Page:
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Mortars

A team at Benét Labs is redesigning the 120-mm mortar system currently in use by the US Ar...

Mortars are one of the oldest forms of artillery, evolving from devices that fired stone projectiles a few hundred meters to become a mainstay of any modern army's arsenal. Benét Laboratories is continuing this evolution by tweaking the 120-mm mortar system currently used by the US Army to increase range, reduce weight, improve user safety and cut costs.  Read More

Illustration depicting an XM395 Accelerated Precision Mortar Initiative round closing in o...

Mortars have existed for hundreds of years, proving extremely useful in World War I where the high angle of flight of the shells made them an ideal weapon for the muddy trenches of the Western Front. The weapon’s simplicity coupled with the ease with which it can be transported and operated means mortars are still in common use today but, although methods of calculating azimuth and elevation angles for targeting have improved, their greatest weakness still remains their lack of accuracy. Mortars are now moving into the 21st Century with U.S. Soldiers in Afghanistan set to receive a first-of-its-kind, GPS-guided 120mm mortar munition that can pinpoint targets at ranges of up to 6,300 m (20,669 ft).  Read More

Mortar Stowage Kit brings automation to the battlefield

Automation offers many advantages regardless of what you're doing, but on the battlefield, it can quite literally be a lifesaver. One of the many interesting exhibits at last week's AUSA Winter Symposium was the M326 120-mm Mortar Stowage Kit. The highly-automated, trailer-mounted system makes it easier for soldiers to quickly set-up and take down a M120 Mortar system on the battlefield, and apart from reducing a physically gruelling team job to the press of a button, the end result is astonishingly quick. The M326 uses an electrical/hydraulic system to hoist the fully assembled 300-pound M120mm Mortar into and out of its trailer and the process is now so quick that soldiers can emplace, fire and stow the system and be on the move again in less than three minutes.  Read More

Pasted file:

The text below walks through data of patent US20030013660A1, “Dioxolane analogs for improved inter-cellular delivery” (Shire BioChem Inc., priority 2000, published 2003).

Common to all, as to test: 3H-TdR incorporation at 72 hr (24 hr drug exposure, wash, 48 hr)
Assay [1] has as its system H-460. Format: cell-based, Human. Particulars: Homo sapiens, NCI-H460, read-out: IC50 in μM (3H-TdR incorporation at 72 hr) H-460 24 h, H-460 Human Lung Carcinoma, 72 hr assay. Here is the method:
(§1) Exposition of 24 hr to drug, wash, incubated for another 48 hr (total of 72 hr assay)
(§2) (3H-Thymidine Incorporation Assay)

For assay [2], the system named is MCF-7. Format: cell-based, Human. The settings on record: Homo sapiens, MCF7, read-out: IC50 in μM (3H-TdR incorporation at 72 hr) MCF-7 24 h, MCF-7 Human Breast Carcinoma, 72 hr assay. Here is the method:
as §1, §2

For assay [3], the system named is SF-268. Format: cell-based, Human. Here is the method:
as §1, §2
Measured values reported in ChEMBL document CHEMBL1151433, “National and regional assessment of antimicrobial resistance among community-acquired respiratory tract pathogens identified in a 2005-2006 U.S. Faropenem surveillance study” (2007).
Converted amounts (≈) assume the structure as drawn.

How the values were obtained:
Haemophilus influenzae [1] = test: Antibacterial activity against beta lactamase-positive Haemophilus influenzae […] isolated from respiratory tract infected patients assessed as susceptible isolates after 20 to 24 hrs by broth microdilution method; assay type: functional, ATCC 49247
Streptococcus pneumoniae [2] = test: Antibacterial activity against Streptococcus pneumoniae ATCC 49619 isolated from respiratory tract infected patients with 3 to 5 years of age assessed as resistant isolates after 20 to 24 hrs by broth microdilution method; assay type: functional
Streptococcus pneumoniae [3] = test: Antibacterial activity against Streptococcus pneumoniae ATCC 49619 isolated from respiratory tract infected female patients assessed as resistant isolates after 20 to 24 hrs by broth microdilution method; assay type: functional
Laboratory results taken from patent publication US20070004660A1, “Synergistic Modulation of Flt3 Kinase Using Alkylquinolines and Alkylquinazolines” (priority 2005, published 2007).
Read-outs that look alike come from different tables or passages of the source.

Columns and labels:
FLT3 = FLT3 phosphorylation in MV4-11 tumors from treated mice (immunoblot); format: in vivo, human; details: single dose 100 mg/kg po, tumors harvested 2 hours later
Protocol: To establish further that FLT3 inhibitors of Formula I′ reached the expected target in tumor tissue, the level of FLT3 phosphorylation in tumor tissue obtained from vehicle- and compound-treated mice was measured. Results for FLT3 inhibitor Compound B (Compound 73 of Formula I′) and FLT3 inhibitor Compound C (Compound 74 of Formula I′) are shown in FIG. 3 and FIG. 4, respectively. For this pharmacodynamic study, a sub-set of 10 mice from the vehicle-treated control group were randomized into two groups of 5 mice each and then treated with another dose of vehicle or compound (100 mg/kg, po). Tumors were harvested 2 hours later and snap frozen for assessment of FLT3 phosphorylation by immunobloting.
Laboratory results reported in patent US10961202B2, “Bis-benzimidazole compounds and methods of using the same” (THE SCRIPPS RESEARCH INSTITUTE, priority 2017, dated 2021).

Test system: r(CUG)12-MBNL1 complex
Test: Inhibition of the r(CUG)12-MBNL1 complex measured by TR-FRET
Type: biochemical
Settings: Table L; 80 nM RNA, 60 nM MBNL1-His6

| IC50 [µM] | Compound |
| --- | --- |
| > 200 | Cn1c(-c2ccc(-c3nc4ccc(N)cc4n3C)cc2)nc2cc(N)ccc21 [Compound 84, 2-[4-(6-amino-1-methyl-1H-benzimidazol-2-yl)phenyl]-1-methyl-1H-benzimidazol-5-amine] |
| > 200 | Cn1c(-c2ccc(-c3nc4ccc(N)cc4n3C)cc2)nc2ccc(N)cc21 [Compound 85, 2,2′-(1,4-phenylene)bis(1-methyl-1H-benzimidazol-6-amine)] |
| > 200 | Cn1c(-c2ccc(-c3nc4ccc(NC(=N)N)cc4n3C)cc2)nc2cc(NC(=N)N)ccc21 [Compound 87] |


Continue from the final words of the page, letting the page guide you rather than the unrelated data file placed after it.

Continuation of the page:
Compact mortar-based launcher developed for small UAVs

November 19, 2008 Unmanned Aerial Vehicles (UAVs) have been the major innovation of modern warfare in the last decade, offering invaluable and unprecedented information about what the enemy is doing. Though US forces currently have 30 unmanned combat air patrols operating 24 hours a day over Iraq and Afghanistan, increasingly, the need for situational awareness on a micro scale is driving technological development of manpackable UAV systems. Now BAE has announced yet another major UAV breakthrough – a compact mortar-based launcher for small Unmanned Air Vehicles (UAVs).  Read More

The M326 'Quickstow'

October 18, 2007 BAE Systems has won a US$13.9 million contract to supply its M326 120-mm Mortar Stowage System to the U.S. Army. The hydraulic lift system is designed for loading 300-pound mortar tubes out of humvee trailers - freeing up the 3-4 soldiers normally required for the task and facilitating faster firing and movement of the weapon.  Read More

New breech-loading NLOS mortar fires first round

April 13, 2007 The long-awaited Future Combat Systems (FCS) Non-Line-of-Sight (NLOS) Mortar Firing Platform has had its first outing, successfully firing its first shot (an M931 training round) last week. The successful firing was the first in a series of tests being conducted to confirm the reliability of the NLOS Mortar's unique breech-loading system and its other advanced armament technologies that enable greater rates of fire and firing angles, as well as the ability for Soldiers to fire the weapon under armor - a capability mortar crews don’t have today.  Read More

Skyguard uses lasers to create a protective bubble that defends against rockets, missiles ...

July 14, 2006 Northrop Grumman unveiled its Skyguard laser-based air defense system yesterday offering near-term defense against short-range ballistic missiles, short- and long-range rockets, artillery shells, mortars, unmanned aerial vehicles and cruise missiles. Derived from the Tactical High Energy Laser (THEL), one Skyguard system is capable of establishing a protective shield roughly 10 kilometres in diameter over an airport, military installation, small city or deployed forces.  Read More

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